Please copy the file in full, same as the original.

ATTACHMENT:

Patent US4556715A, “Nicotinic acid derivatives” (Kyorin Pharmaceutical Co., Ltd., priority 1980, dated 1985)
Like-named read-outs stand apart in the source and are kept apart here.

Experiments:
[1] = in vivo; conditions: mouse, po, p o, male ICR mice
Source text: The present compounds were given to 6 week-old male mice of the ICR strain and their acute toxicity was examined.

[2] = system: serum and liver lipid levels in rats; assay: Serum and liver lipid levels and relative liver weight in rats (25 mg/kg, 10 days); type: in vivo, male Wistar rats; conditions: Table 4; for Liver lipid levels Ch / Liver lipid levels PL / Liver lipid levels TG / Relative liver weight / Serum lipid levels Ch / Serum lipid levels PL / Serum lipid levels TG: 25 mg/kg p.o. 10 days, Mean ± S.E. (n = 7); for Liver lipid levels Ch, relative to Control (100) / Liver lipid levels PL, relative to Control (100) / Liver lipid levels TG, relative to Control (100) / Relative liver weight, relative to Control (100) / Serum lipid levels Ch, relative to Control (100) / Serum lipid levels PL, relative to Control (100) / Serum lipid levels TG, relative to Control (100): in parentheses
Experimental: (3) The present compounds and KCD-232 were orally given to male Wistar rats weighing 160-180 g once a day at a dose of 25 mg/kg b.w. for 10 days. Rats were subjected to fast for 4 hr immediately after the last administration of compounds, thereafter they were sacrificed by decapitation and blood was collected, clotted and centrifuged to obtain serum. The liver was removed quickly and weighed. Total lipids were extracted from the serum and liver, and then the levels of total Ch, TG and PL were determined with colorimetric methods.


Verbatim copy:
Patent US4556715A, “Nicotinic acid derivatives” (Kyorin Pharmaceutical Co., Ltd., priority 1980, dated 1985)
Like-named read-outs stand apart in the source and are kept apart here.

Experiments:
[1] = in vivo; conditions: mouse, po, p o, male ICR mice
Source text: The present compounds were given to 6 week-old male mice of the ICR strain and their acute toxicity was examined.

[2] = system: serum and liver lipid levels in rats; assay: Serum and liver lipid levels and relative liver weight in rats (25 mg/kg, 10 days); type: in vivo, male Wistar rats; conditions: Table 4; for Liver lipid levels Ch / Liver lipid levels PL / Liver lipid levels TG / Relative liver weight / Serum lipid levels Ch / Serum lipid levels PL / Serum lipid levels TG: 25 mg/kg p.o. 10 days, Mean ± S.E. (n = 7); for Liver lipid levels Ch, relative to Control (100) / Liver lipid levels PL, relative to Control (100) / Liver lipid levels TG, relative to Control (100) / Relative liver weight, relative to Control (100) / Serum lipid levels Ch, relative to Control (100) / Serum lipid levels PL, relative to Control (100) / Serum lipid levels TG, relative to Control (100): in parentheses
Experimental: (3) The present compounds and KCD-232 were orally given to male Wistar rats weighing 160-180 g once a day at a dose of 25 mg/kg b.w. for 10 days. Rats were subjected to fast for 4 hr immediately after the last administration of compounds, thereafter they were sacrificed by decapitation and blood was collected, clotted and centrifuged to obtain serum. The liver was removed quickly and weighed. Total lipids were extracted from the serum and liver, and then the levels of total Ch, TG and PL were determined with colorimetric methods.